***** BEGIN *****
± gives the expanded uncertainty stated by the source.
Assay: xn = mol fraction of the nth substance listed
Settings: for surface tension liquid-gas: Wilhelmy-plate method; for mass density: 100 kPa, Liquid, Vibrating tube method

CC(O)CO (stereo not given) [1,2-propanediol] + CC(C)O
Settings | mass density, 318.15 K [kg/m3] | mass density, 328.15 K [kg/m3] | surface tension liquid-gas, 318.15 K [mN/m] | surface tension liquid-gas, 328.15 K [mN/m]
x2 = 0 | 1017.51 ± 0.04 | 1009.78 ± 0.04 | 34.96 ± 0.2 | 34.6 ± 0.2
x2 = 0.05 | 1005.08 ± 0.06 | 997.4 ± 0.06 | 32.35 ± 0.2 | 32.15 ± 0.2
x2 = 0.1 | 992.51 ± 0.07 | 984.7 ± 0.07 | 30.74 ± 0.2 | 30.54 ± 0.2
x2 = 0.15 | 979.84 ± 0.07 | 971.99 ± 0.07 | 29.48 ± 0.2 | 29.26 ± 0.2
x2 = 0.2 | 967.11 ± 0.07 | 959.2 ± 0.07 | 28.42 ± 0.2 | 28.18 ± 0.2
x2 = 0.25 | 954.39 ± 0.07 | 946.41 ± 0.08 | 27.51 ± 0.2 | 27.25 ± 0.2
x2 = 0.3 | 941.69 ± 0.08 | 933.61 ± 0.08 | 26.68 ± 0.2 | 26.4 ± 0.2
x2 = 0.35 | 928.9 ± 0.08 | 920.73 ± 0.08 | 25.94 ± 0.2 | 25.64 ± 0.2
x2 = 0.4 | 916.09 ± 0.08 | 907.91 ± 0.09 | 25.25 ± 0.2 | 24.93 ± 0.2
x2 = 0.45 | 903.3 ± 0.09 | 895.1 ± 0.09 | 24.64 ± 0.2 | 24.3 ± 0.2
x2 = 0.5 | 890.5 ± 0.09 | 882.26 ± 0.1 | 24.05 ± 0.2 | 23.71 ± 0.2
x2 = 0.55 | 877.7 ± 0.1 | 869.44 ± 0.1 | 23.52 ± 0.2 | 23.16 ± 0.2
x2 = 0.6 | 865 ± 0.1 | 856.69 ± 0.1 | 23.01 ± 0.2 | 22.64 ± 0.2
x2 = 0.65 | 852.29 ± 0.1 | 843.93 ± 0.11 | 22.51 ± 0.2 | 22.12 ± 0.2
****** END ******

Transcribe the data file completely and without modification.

± gives the expanded uncertainty stated by the source.
Assay: xn = mol fraction of the nth substance listed
Settings: for surface tension liquid-gas: Wilhelmy-plate method; for mass density: 100 kPa, Liquid, Vibrating tube method

CC(O)CO (stereo not given) [1,2-propanediol] + CC(C)O
Settings | mass density, 318.15 K [kg/m3] | mass density, 328.15 K [kg/m3] | surface tension liquid-gas, 318.15 K [mN/m] | surface tension liquid-gas, 328.15 K [mN/m]
x2 = 0 | 1017.51 ± 0.04 | 1009.78 ± 0.04 | 34.96 ± 0.2 | 34.6 ± 0.2
x2 = 0.05 | 1005.08 ± 0.06 | 997.4 ± 0.06 | 32.35 ± 0.2 | 32.15 ± 0.2
x2 = 0.1 | 992.51 ± 0.07 | 984.7 ± 0.07 | 30.74 ± 0.2 | 30.54 ± 0.2
x2 = 0.15 | 979.84 ± 0.07 | 971.99 ± 0.07 | 29.48 ± 0.2 | 29.26 ± 0.2
x2 = 0.2 | 967.11 ± 0.07 | 959.2 ± 0.07 | 28.42 ± 0.2 | 28.18 ± 0.2
x2 = 0.25 | 954.39 ± 0.07 | 946.41 ± 0.08 | 27.51 ± 0.2 | 27.25 ± 0.2
x2 = 0.3 | 941.69 ± 0.08 | 933.61 ± 0.08 | 26.68 ± 0.2 | 26.4 ± 0.2
x2 = 0.35 | 928.9 ± 0.08 | 920.73 ± 0.08 | 25.94 ± 0.2 | 25.64 ± 0.2
x2 = 0.4 | 916.09 ± 0.08 | 907.91 ± 0.09 | 25.25 ± 0.2 | 24.93 ± 0.2
x2 = 0.45 | 903.3 ± 0.09 | 895.1 ± 0.09 | 24.64 ± 0.2 | 24.3 ± 0.2
x2 = 0.5 | 890.5 ± 0.09 | 882.26 ± 0.1 | 24.05 ± 0.2 | 23.71 ± 0.2
x2 = 0.55 | 877.7 ± 0.1 | 869.44 ± 0.1 | 23.52 ± 0.2 | 23.16 ± 0.2
x2 = 0.6 | 865 ± 0.1 | 856.69 ± 0.1 | 23.01 ± 0.2 | 22.64 ± 0.2
x2 = 0.65 | 852.29 ± 0.1 | 843.93 ± 0.11 | 22.51 ± 0.2 | 22.12 ± 0.2